Do bias monitoring and mitigation techniques reduce accuracy?
In our workshop at WeTechTogether, Tanya Golubev and Anastasia Stamatouli showed that this does not always have to be the case.
Unfortunately, the market still focuses too much on this accuracy aspect and is wrongly used as an indication of a robust AI system.
The workshop showed that if you don’t do anything with the data (e.g. leave it full of gender and race bias) or implement 3 approaches to mitigate it, the accuracy remains the same.
Of course, this is a toy example, an AI model based on publicly available data, but it shows how misleading this aspect of accuracy is. Clearly, the quality of the data to which the mitigation measures are applied is much higher and leads to less discrimination.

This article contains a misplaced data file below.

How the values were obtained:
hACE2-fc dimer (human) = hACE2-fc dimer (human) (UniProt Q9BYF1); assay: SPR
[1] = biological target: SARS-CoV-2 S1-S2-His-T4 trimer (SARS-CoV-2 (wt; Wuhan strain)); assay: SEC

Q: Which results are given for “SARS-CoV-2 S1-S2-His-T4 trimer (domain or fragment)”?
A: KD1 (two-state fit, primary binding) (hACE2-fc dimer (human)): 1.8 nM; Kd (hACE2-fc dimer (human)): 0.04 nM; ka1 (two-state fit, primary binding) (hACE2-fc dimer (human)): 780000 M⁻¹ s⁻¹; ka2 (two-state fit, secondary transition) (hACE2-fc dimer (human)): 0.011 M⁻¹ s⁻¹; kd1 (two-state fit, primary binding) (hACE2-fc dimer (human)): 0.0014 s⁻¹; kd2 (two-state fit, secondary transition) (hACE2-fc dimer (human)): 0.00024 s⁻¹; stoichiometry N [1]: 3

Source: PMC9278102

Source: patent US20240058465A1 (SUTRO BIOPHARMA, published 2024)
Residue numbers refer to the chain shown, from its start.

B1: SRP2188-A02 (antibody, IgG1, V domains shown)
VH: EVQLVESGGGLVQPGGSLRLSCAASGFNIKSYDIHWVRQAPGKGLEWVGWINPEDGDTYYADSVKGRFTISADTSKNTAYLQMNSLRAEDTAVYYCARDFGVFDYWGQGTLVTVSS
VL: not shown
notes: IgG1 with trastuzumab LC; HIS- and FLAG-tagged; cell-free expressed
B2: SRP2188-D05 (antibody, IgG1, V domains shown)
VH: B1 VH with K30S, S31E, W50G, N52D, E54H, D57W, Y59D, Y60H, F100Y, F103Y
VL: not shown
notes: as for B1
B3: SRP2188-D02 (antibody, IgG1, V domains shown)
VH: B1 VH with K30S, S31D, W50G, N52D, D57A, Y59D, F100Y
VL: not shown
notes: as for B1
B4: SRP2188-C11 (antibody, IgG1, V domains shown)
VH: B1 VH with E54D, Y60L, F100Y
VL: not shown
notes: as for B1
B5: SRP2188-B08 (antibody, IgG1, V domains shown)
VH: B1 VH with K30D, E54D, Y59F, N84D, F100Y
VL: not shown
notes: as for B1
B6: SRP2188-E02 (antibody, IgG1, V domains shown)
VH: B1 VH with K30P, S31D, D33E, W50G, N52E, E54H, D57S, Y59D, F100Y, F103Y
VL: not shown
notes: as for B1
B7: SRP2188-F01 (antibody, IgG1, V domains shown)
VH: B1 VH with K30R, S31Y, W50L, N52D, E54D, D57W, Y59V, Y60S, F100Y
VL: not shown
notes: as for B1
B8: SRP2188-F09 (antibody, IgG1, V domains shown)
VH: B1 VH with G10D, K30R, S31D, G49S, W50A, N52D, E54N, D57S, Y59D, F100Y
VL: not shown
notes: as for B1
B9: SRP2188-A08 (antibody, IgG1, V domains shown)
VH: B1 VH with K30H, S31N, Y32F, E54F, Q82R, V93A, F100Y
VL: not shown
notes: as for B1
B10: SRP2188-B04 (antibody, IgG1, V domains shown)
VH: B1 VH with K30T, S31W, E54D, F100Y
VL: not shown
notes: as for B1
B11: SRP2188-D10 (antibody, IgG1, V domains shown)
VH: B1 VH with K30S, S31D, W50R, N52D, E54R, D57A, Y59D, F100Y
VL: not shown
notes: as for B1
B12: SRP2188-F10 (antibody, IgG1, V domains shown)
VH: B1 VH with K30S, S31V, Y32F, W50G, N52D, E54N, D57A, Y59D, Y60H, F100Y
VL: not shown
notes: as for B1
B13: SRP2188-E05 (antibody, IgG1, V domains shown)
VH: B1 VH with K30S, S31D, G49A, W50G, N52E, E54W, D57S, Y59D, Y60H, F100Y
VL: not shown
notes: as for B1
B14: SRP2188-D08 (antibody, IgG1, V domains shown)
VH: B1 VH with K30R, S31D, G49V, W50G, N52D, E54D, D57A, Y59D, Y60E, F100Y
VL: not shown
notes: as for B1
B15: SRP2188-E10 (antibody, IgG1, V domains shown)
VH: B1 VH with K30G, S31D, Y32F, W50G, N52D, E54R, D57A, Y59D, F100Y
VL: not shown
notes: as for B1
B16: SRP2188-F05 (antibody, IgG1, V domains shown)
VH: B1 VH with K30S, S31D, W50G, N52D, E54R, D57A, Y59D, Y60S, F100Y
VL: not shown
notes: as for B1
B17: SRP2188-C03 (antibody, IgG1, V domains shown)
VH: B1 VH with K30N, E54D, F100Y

But is mitigating bias technically sufficient to ensure fairness? Obviously not.
The recent AI tax scandal in the Netherlands shows that it is essential for company or institution to be aware not only of the capabilities and limitations of the technical solution being used, but also of the capabilities and limitations of the people using it. Clear procedures and proper training are crucial, because a human in the loop is not a mitigation measure per se if that human does not check or question the results of the AI system.
There is a need to go a step further.
Therefore, companies and institutions need to have many discussions about different ethical aspects. Realise trustworthy AI means, among other things, making the decision-making process transparent, establishing accountability, and providing the ability to contest and effectively challenge decisions made by AI systems and the humans who operate them.
Companies and institutions that are not prepared to address both dimensions of fairness (the technological and the procedural) run the risk of doing significant damage that would also destroy any trust in these amazing technologies.
Prevention is better than cure. That is nothing new.